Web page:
- The government has intensified its hardline security strategy, implementing extraordinary measures and deploying more security forces to rural areas. The soft side of the government’s more comprehensive security plan still does not appear to be in effect.
- Internal displacement, particularly forced displacement as a result of violence, is also on the rise. Between 2014 and 2016, the country’s human rights ombudsman’s office documented 427 victims of forced internal displacement as the result of violence, according to an August 2016 report. In spite of the undeniable phenomenon of forced displacement by violence, there is “an absence of the state in favor of the victims” and “deficient documentation of the problem across institutions,” says former human rights ombudsman Morales.
- Migration rates of unaccompanied minors and family units continue to be extremely high. July 2016 yielded the highest rates of Salvadoran family units and unaccompanied children apprehended by U.S. Customs and Border Protection (CBP) since the so-called “surge” in June 2014. Apprehensions of Salvadoran family units doubled from 2015 to 2016, surpassing families apprehended from El Salvador’s larger neighboring countries of Honduras, Guatemala, and Mexico.
- Salvadoran women and members of the LGBTI community continue to be targeted in specific ways by violence and impunity. In the first six months of 2016, 300 women and 18 LGBTI Salvadorans were murdered, according to official registers. In the face of continuing public health concerns surrounding the Zika virus, the right-wing ARENA party has also proposed a change to the penal code that would increase the length of jail sentences for women accused of having abortions to up to 50 years – making the country’s already draconian anti-abortion laws even more punitive.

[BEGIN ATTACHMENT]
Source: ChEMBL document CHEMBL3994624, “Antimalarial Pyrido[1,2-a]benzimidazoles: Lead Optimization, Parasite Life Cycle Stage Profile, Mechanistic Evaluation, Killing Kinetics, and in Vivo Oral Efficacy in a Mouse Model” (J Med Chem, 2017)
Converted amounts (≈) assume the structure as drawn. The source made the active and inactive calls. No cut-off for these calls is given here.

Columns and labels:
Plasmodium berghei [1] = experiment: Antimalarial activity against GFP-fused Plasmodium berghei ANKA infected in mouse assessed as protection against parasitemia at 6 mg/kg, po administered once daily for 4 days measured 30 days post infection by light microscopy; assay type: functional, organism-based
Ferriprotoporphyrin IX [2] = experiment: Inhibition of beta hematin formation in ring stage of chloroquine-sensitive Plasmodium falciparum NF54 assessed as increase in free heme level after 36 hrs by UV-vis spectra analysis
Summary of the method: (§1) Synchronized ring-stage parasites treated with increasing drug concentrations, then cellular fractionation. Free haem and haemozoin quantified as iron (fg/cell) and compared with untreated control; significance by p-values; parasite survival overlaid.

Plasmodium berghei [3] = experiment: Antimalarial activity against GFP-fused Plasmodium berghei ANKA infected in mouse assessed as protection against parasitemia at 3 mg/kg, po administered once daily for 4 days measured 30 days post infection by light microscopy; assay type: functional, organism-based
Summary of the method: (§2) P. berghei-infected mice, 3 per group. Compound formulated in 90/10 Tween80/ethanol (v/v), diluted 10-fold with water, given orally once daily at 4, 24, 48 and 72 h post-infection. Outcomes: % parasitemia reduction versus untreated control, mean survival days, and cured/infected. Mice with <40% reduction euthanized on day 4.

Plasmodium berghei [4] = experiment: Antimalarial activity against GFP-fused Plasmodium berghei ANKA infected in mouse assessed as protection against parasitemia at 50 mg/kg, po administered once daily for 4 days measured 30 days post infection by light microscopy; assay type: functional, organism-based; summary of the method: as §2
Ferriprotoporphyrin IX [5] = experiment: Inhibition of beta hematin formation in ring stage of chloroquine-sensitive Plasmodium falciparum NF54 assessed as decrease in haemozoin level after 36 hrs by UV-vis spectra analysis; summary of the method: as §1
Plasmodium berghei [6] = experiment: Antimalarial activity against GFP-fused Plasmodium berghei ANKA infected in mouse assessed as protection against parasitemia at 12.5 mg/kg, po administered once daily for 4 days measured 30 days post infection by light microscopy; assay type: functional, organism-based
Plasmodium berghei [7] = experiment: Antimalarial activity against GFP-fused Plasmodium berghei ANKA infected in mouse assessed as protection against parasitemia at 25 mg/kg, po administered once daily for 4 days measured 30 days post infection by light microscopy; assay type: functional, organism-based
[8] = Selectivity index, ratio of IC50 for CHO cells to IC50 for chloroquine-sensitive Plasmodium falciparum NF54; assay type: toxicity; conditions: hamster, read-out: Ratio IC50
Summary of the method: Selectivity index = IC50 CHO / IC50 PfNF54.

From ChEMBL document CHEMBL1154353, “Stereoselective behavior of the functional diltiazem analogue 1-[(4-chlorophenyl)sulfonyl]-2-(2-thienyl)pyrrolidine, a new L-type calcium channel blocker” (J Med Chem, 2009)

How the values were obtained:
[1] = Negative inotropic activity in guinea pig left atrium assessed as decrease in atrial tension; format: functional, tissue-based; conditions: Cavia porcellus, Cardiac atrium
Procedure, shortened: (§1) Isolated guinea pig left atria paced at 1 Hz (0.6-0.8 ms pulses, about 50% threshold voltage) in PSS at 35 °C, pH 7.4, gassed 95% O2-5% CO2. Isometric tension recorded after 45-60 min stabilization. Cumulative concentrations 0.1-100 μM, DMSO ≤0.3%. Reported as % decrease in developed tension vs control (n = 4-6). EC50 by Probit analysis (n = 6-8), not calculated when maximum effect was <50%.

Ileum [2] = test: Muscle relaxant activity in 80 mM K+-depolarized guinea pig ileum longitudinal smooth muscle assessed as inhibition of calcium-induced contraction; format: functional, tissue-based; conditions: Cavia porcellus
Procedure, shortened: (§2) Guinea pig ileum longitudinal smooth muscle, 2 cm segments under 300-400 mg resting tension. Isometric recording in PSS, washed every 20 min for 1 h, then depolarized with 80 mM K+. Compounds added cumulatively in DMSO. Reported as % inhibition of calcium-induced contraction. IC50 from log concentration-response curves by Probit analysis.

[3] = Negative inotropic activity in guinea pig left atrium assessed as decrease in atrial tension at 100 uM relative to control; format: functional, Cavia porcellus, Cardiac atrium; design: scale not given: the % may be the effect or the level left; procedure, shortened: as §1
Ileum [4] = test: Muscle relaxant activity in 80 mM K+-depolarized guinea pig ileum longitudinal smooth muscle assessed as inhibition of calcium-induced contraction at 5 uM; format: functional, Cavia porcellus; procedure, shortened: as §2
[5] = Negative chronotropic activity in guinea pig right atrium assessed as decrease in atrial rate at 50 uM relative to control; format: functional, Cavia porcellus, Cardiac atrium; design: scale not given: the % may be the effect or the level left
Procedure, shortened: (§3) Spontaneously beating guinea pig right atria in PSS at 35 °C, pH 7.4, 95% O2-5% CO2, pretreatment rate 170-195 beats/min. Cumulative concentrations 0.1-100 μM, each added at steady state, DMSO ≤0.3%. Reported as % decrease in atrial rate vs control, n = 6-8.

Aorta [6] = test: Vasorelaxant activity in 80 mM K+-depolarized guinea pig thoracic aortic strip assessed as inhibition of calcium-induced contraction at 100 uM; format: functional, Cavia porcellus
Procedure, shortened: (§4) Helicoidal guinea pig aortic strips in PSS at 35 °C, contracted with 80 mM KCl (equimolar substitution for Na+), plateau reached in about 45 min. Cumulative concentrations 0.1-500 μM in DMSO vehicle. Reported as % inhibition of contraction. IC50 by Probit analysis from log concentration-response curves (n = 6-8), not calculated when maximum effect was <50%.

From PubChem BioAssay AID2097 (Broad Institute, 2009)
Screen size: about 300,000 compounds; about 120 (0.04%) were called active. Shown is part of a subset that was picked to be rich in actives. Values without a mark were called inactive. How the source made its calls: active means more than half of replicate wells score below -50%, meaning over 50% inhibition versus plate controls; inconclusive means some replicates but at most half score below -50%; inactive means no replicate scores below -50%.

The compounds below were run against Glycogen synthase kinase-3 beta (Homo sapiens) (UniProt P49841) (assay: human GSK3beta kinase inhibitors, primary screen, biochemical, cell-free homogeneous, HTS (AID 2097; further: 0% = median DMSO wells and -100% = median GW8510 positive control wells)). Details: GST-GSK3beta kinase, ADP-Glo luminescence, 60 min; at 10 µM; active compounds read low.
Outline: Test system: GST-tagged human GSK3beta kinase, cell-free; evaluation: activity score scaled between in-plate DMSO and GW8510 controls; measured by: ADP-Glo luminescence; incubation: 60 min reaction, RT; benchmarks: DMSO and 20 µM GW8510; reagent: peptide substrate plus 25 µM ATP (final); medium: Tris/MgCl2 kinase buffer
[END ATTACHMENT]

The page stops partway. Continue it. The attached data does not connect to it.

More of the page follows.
As homicide rates continue to fluctuate, it will be important to monitor other indicators of violence and insecurity in El Salvador, such as displacement, extortion, sexual violence, and domestic violence linked to ongoing problems of impunity, corruption, and criminal control of swaths of the country.
As El Salvador travels the long and difficult road to find solutions to its security problems, assistance from the United States will play a role in steering the country further towards or away from an iron fist approach. The U.S. aid package for 2016 included unusually tough conditions, tying 50 percent of the money for the central government of El Salvador to progress on human rights, justice, and corruption issues.
On a positive note, the State Department is raising issues regarding extrajudicial executions with the Salvadoran government. However, it is concerning that the United States is expanding support to El Salvador’s hardline response to gangs through certain law enforcement and military assistance. U.S. assistance can play a positive role, but only if emphasis is placed on encouraging dialogue, transparency, investigation and prosecution of human rights violations, and respect for the rights of all citizens.
Finally, the United States government must adapt immigration policies to address the Salvadoran crisis along with similar problems in Honduras and Guatemala. While the Obama Administration recently took some modest, welcome steps to expand access to asylum, U.S. policy must do more to recognize that many Salvadoran children, families and adults arriving at the U.S. border are refugees fleeing violence.